Learning To Tell Better Stories Through Asa's Music
Storytelling in music is an exceptional art form and can teach us, writers, how to write without limiting ourselves to words
I’ll write a vignette on encountering every artist who inspires me in some form. Here’s a picture:
Nigerian-French singer, Asa, is on stage, commanding a presence. Blue lights embrace her amid sweaty Londoners. It smells of Jollof rice, the kind made from firewood. That this is the first taste of freedom since the pandemic is evident in how she sways her shoulder-length locs. She’s shiny: filigree lined on the sides of her lime green pants, a shiny top that shows off a taut belly and shoulders. The evolution of style. She’s strumming her guitar and singing into a mic, round glasses sitting on her nose, cheekbones highlighted, and sharp.
This past weekend, I saw Asa live in London. An obvious decision made months before, in a little Norwich bedroom. I’ve seen Asa at least four times before: once at a literary event — my first time. It was too brief to be an encounter, almost a wink, but love stories say the first time’s a charm; there’s no better love story than this. The second time was at her first Live in Lagos concert the same year — I won a 5k ticket and went alone. I returned to my house in the thick of the night, baptised with passion, touched by an angel. A third time with friends at her second Live in Lagos concert. The last time at an event where she was the *headline performer. I would’ve seen her a fifth time in April 2020, but the pandemic happened, and I was distraught. I might have needed Awe and Bamidele to survive the past year but did without them, dissatisfied by studio recordings and how they paled compared to a live event.
If you’ve never heard of Asa, I’ll say she’s a storyteller. A half-truth. The kind who weaves tales into music. Examples: there’s Akinyele, the stubborn lawyer who wants to eat his cake and have it, the young wife in Bimpe, whose inlaws won’t leave her alone, and of course, the prayer we all ask of God [even Jesus did]: Satan be Gone. Asa is not merely a word-stringer who cares only about how catchy the rhymes are. Almost anyone can do that. Storytelling is more than poetic words. As you can already tell, Asa tends to capture the complexity of humanity in stories.
I’m in the concert hall when I know I’ll write about her in this week’s newsletter. I’ve previously described Asa concerts as spiritual experiences, and this time is not an exception. Goosebumps spread on my skin, and I can feel the back of my throat burn as I strain my voice to match the screaming crowd. The moment I know, I’m enraptured by her movement, not the magic of her song. Like years before, when I was obsessed with finding my voice, I realise that Asa and everything her art embodies is the pinnacle of my literary aspiration. I’m not speaking merely about achievements. Her freedom to express so freely, to find and sift out the stories from the mundane, everydayness of life, to tell stories that stay, even after the singer has left the stage and the actors have taken off their costumes.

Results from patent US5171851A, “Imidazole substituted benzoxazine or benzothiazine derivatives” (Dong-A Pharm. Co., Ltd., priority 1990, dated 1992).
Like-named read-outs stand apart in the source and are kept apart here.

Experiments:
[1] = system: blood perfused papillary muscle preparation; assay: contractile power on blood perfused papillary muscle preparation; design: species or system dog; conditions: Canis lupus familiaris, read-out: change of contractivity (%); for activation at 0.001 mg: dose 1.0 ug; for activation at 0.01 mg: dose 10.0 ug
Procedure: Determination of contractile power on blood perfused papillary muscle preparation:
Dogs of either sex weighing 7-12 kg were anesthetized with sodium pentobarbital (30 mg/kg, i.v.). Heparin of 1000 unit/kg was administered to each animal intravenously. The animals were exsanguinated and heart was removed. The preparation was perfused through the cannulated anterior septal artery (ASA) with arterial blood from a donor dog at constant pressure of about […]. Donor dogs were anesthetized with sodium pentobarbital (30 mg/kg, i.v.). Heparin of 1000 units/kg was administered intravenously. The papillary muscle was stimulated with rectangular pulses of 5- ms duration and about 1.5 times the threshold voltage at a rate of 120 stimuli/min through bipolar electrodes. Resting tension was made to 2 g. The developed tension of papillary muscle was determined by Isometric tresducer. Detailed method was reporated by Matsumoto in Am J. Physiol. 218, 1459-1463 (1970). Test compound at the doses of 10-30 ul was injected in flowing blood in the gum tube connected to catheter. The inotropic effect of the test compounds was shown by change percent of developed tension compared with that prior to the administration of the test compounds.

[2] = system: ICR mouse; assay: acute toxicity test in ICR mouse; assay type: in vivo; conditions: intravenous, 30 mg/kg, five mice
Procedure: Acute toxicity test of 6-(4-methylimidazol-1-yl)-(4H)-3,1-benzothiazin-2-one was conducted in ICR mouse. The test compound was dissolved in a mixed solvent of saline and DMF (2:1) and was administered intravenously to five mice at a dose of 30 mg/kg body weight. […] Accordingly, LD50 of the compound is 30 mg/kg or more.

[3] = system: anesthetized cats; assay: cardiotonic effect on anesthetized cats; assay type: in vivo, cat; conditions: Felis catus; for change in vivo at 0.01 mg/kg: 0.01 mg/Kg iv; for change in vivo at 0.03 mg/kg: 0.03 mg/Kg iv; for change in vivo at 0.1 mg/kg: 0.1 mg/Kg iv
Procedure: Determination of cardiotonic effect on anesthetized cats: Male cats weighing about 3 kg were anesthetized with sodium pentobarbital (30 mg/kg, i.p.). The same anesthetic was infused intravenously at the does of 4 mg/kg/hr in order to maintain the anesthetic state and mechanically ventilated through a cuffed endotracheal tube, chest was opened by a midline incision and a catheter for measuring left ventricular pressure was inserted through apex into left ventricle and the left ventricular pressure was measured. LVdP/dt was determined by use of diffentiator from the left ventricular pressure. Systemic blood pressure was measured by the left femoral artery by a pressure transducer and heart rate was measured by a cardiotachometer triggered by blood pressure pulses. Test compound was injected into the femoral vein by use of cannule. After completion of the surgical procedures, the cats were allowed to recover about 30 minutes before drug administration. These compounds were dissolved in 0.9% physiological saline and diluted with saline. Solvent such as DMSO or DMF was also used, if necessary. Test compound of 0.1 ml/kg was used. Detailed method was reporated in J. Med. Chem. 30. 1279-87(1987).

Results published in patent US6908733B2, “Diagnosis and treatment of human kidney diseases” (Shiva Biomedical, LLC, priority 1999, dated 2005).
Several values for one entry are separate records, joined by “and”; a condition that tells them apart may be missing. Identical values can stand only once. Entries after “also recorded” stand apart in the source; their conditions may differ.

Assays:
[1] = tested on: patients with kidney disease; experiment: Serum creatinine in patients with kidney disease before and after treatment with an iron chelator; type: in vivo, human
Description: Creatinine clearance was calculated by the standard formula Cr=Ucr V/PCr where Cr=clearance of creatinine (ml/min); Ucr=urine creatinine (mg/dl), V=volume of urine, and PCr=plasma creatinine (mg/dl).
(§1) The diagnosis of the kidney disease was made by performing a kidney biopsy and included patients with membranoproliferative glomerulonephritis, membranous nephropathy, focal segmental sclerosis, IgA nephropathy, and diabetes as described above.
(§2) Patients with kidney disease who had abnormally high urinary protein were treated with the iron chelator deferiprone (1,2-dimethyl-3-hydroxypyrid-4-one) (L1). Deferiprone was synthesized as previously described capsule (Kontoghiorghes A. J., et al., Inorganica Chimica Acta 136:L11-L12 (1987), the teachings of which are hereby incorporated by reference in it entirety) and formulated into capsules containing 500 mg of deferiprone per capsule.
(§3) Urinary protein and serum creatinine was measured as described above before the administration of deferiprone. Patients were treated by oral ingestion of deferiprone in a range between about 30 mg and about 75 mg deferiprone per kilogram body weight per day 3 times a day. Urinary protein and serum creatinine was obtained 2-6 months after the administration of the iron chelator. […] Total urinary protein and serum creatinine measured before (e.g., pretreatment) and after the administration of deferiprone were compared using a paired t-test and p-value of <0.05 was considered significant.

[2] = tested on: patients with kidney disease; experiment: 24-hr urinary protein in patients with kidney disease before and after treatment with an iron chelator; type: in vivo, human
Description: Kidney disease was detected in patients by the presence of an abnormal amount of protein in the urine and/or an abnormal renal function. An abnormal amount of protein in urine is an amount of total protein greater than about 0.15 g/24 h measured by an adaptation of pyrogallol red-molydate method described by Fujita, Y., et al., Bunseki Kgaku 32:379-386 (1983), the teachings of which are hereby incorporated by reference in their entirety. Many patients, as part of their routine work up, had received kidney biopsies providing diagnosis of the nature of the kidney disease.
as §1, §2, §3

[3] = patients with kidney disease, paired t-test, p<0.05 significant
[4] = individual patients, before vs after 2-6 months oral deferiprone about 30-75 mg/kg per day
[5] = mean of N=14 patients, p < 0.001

Here I am listening with my vocal cords, with my ears, with legs, my hands, and my back. My mind moves through the movie scenes in her songs, flipping pages as though the performance is a picture book. The characters have real faces; they make me cry, laugh, dance, rejoice.
I no longer remember how I discovered Asa, as in properly discovered her music the way one might walk by a music shop and hear music that lights up their day. Sometimes, I suspect there was not a time when I did not know her. My dad says that he played lawn tennis with her on the university campus and that his coach had wanted to date her. At the time of writing this letter, I can’t verify this story that exists in my mind's periphery and may have been altered by memory.
My earliest memory is 2007, featuring Jailer, the song that reminds us that we’re not all free until we all are. A junior student with a magical, croaky voice performs at a school concert, and people are moved to tears. At the start of the 2010s, the music entered my subconscious when I wouldn’t stop listening to stolen demos like Iba [of course, at the time I didn’t know they were stolen, I assumed Asa had an album — The Captivator — she wasn’t particularly proud of, the way one might have a story or project they’re ashamed of.] The tracklist helped me transition from a guarded 16-year-old to a young woman entering the world.
Ten years later, past breakups and sicknesses, I haven’t stopped listening. I’m typically envious of other forms of art: painting, sculpture, acting, photography, etc. They can seem ‘more alive’, maybe more lucrative than writing. Asa allows me the opportunity to carry my vulnerability into her presence and to borrow from her strength, even when she’s not physically there. I’m speaking of the weight that flows from her lips and settles into my consciousness, a power that allows me to borrow portraits of characters in telling my stories.
Right before the concert ends, Asa shares heartfelt notes: wanting to give up but not giving up, wanting to be a tailor, but that not working out, etc. I imagine how colourless and strained life might be without her album coming out in a few weeks or months and suddenly feel like throwing up.
I hope you enjoyed this and are encouraged to listen to Asa. [Grammer errors are human, sending this newsletter is divine.] Kindly share with friends and have a lovely weekend. 💖